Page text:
Eruption of Your Child’s Teeth

The eruption of primary teeth (also known as deciduous or baby teeth) follows a similar developmental timeline for most children.  A full set of primary teeth begins to grow beneath the gums during the fourth month of pregnancy. For this reason, a nourishing prenatal diet is of paramount importance to the infant’s teeth, gums, and bones.

Generally, the first primary tooth breaks through the gums between the ages of six months and one year.  By the age of three years old most children have a “full” set of twenty primary teeth.  The American Dental Association (ADA) encourages parents to make a “well-baby” appointment with a pediatric dentist approximately six months after the first tooth emerges.  Pediatric dentists communicate with parents and children about prevention strategies, emphasizing the importance of a sound, “no tears” daily home care plan.

Although primary teeth are deciduous, they facilitate speech production, proper jaw development, good chewing habits, and the proper spacing and alignment of adult teeth.  Caring properly for primary teeth helps defend against painful tooth decay, premature tooth loss, malnutrition, and childhood periodontal disease.

In what order do primary teeth emerge?

As a general rule-of-thumb, the first teeth to emerge are the central incisors (very front teeth) on the lower and upper jaws (6-12 months).  These (and any other primary teeth) can be cleaned gently with a soft, clean cloth to reduce the risk of bacterial infection.  The central incisors are the first teeth to be lost, usually between 6 and 7 years of age.

Next, the lateral incisors (immediately adjacent to the central incisors) emerge on the upper and lower jaws (9-16 months).  These teeth are lost next, usually between 7 and 8 years of age.  First molars, the large flat teeth towards the rear of the mouth, then emerge on the upper and lower jaws (13-19 months).  The eruption of molars can be painful.  Clean fingers, cool gauzes, and teething rings are all useful in soothing discomfort and soreness. First molars are generally lost between 9 and 11 years of age.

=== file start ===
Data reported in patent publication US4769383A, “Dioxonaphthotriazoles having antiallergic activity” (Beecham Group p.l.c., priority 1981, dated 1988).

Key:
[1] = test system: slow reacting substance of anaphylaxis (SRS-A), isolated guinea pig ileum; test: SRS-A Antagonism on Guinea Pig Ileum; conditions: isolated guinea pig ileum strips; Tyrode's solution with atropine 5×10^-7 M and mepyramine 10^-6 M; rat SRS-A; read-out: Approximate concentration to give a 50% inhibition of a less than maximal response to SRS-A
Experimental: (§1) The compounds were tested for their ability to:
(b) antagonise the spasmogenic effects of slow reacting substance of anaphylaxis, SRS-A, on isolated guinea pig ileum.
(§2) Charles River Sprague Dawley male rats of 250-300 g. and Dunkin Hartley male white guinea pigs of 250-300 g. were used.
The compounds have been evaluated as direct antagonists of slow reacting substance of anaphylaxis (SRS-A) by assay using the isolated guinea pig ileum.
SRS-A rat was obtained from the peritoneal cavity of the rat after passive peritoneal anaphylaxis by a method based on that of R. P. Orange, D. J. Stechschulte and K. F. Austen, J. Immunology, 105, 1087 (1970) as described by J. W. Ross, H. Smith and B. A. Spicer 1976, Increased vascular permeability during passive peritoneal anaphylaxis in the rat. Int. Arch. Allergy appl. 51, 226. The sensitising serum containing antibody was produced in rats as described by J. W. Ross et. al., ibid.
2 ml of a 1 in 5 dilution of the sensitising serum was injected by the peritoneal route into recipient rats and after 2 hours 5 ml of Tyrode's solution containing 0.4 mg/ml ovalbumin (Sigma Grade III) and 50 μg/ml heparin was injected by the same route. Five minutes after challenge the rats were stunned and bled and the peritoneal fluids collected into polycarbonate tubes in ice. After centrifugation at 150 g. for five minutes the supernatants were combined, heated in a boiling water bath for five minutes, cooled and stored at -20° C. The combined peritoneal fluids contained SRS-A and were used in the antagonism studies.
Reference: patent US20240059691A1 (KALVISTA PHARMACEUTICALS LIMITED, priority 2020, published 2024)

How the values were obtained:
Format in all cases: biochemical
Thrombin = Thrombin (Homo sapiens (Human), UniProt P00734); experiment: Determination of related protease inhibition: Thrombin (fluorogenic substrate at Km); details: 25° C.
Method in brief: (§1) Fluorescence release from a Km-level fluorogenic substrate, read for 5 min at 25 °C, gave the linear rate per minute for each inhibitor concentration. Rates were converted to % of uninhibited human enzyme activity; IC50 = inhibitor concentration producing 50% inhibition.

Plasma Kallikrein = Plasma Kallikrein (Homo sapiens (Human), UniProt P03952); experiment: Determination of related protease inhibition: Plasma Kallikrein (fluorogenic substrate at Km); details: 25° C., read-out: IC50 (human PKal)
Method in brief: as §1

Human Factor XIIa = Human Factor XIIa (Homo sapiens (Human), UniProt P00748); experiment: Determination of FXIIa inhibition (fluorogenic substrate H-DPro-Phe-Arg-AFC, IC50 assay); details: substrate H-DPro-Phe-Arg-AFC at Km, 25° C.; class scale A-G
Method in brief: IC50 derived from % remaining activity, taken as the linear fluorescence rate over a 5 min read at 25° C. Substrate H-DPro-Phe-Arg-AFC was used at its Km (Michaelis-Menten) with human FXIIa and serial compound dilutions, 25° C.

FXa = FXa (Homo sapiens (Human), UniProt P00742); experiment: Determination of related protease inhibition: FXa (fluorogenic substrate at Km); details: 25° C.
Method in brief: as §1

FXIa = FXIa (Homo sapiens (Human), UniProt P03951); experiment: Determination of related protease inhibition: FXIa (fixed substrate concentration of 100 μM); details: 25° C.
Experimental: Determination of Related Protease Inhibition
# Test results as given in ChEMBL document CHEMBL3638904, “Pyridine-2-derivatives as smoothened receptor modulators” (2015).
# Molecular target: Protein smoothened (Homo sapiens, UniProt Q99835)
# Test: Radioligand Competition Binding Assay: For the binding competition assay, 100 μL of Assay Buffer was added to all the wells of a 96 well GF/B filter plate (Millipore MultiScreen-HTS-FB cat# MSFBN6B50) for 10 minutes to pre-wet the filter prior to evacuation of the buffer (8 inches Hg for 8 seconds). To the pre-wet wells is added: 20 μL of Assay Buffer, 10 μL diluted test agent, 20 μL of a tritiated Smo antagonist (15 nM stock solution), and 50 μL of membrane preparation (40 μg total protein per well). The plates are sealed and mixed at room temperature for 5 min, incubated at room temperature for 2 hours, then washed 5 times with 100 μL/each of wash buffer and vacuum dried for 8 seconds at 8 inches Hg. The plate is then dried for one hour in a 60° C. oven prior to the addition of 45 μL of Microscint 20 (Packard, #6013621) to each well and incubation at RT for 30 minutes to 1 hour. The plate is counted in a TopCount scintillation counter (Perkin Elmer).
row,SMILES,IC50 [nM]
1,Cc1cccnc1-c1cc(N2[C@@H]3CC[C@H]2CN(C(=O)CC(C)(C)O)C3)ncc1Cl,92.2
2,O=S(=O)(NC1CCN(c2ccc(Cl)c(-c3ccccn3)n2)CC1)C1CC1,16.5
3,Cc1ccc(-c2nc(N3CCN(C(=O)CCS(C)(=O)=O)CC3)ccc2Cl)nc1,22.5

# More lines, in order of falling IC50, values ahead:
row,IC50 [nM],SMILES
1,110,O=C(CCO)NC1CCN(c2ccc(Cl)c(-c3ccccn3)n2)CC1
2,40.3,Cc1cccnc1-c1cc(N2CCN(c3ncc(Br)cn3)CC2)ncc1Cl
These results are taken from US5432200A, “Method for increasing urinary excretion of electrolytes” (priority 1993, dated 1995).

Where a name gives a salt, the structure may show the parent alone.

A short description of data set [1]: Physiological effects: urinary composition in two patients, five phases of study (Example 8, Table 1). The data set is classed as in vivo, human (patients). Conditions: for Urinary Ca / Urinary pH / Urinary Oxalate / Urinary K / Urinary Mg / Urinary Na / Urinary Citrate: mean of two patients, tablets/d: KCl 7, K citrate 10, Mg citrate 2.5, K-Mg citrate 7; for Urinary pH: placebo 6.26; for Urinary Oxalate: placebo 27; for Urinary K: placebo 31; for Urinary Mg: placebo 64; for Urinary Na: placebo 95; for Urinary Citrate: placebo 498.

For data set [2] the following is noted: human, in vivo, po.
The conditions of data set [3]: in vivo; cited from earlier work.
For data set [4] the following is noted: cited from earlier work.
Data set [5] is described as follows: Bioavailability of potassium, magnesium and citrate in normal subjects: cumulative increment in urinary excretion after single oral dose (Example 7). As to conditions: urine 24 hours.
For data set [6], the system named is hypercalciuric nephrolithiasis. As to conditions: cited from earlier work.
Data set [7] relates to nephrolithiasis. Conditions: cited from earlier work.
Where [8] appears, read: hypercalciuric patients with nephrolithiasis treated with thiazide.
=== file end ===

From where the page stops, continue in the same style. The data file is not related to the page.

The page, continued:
Canine (cuspid) teeth then tend to emerge on the upper and lower jaws (16-23 months).  Canine teeth can be found next to the lateral incisors and are lost during preadolescence (10-12 years old).  Finally, second molars complete the primary set on the lower and upper jaw (23-33 months). Second molars can be found at the very back of the mouth and are lost between the ages of 10 and 12 years old.

What else is known about primary teeth?

Though each child is unique, baby girls generally have a head start on baby boys when it comes to primary tooth eruption.  Lower teeth usually erupt before opposing upper teeth in both sexes.

Teeth usually erupt in pairs – meaning that there may be months with no new activity and months where two or more teeth emerge at once.  Due to smaller jaw size, primary teeth are smaller than permanent teeth, and appear to have a whiter tone.  Finally, an interesting mixture of primary and permanent teeth is the norm for most school-age children.

If you have questions or concerns about primary teeth, please contact our office.

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This is by far the finest practice I have ever been to. The Staff and Doctors are so caring, empathetic and efficient, making going to the Dentist a pleasant experience. I LOVE THIS PRACTICE! Dr. Wetherbee and Dr. Ahmed and the front desk staff, especially Kelley, Katie and Joan are all fantastic! I refer every friend I have to this practice.

Jayne Shamon Carver, MA

Being nervous about going to the Dentist, as I always have been, along with seeing a new Dentist for the first time in five years, I was not sure what to expect when arriving at Cranberry Dental Associates, today. My experience was nothing less than perfect. The front desk ladies were amazingly friendly and relaxed. Ashley, the Dental Assistant, was attentive and intelligent. Dr Ahmed was OUTSTANDING! I am glad I decided to come here!

Susannah Murphy Plymouth, MA

I was away at college and in the middle of the night experienced severe pain from an abscessed tooth and called our family's dental office emergency number. Unbelievably someone responded, immediately discussed my problem over the phone with me and arranged for me to be treated first thing in the morning and taken out of pain. Ultimately, I was referred to a specialist for root canal treatment. When I became nervous and uncomfortable with the endodontist, the doctor at Cranberry Dental interceded and completed the treatment himself. I am amazed at how responsive, compassionate and skillful they are and consider myself fortunate to have found Cranberry Dental Associates.

Nicole Tsina, Carver, MA

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Contact Us.We encourage you to contact us with any questions or comments you may have. Please call our office or use the quick contact form.

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